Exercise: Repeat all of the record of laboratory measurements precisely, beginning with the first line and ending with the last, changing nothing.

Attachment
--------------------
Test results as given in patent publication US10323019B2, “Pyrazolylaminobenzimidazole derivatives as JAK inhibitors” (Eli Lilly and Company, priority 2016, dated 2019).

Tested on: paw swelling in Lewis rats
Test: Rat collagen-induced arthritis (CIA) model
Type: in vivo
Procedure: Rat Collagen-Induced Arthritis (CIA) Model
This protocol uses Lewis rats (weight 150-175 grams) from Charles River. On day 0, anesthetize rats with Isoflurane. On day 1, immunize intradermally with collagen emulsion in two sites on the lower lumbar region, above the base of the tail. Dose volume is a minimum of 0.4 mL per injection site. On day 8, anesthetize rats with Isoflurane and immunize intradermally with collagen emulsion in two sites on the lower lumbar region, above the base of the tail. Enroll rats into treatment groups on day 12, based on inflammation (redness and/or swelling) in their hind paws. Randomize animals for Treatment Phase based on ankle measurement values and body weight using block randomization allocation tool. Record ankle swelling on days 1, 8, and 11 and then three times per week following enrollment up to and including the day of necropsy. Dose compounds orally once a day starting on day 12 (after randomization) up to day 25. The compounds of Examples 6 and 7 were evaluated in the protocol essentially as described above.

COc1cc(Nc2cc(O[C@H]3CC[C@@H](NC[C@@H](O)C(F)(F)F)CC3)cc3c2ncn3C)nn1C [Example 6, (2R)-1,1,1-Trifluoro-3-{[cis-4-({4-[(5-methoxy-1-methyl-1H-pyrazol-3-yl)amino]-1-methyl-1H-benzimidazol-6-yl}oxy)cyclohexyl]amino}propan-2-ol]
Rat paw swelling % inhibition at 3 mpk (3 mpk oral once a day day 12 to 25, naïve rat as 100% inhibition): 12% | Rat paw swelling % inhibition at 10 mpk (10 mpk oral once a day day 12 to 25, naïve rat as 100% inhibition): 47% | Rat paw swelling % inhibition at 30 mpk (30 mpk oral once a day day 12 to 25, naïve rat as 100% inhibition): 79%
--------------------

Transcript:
Test results as given in patent publication US10323019B2, “Pyrazolylaminobenzimidazole derivatives as JAK inhibitors” (Eli Lilly and Company, priority 2016, dated 2019).

Tested on: paw swelling in Lewis rats
Test: Rat collagen-induced arthritis (CIA) model
Type: in vivo
Procedure: Rat Collagen-Induced Arthritis (CIA) Model
This protocol uses Lewis rats (weight 150-175 grams) from Charles River. On day 0, anesthetize rats with Isoflurane. On day 1, immunize intradermally with collagen emulsion in two sites on the lower lumbar region, above the base of the tail. Dose volume is a minimum of 0.4 mL per injection site. On day 8, anesthetize rats with Isoflurane and immunize intradermally with collagen emulsion in two sites on the lower lumbar region, above the base of the tail. Enroll rats into treatment groups on day 12, based on inflammation (redness and/or swelling) in their hind paws. Randomize animals for Treatment Phase based on ankle measurement values and body weight using block randomization allocation tool. Record ankle swelling on days 1, 8, and 11 and then three times per week following enrollment up to and including the day of necropsy. Dose compounds orally once a day starting on day 12 (after randomization) up to day 25. The compounds of Examples 6 and 7 were evaluated in the protocol essentially as described above.

COc1cc(Nc2cc(O[C@H]3CC[C@@H](NC[C@@H](O)C(F)(F)F)CC3)cc3c2ncn3C)nn1C [Example 6, (2R)-1,1,1-Trifluoro-3-{[cis-4-({4-[(5-methoxy-1-methyl-1H-pyrazol-3-yl)amino]-1-methyl-1H-benzimidazol-6-yl}oxy)cyclohexyl]amino}propan-2-ol]
Rat paw swelling % inhibition at 3 mpk (3 mpk oral once a day day 12 to 25, naïve rat as 100% inhibition): 12% | Rat paw swelling % inhibition at 10 mpk (10 mpk oral once a day day 12 to 25, naïve rat as 100% inhibition): 47% | Rat paw swelling % inhibition at 30 mpk (30 mpk oral once a day day 12 to 25, naïve rat as 100% inhibition): 79%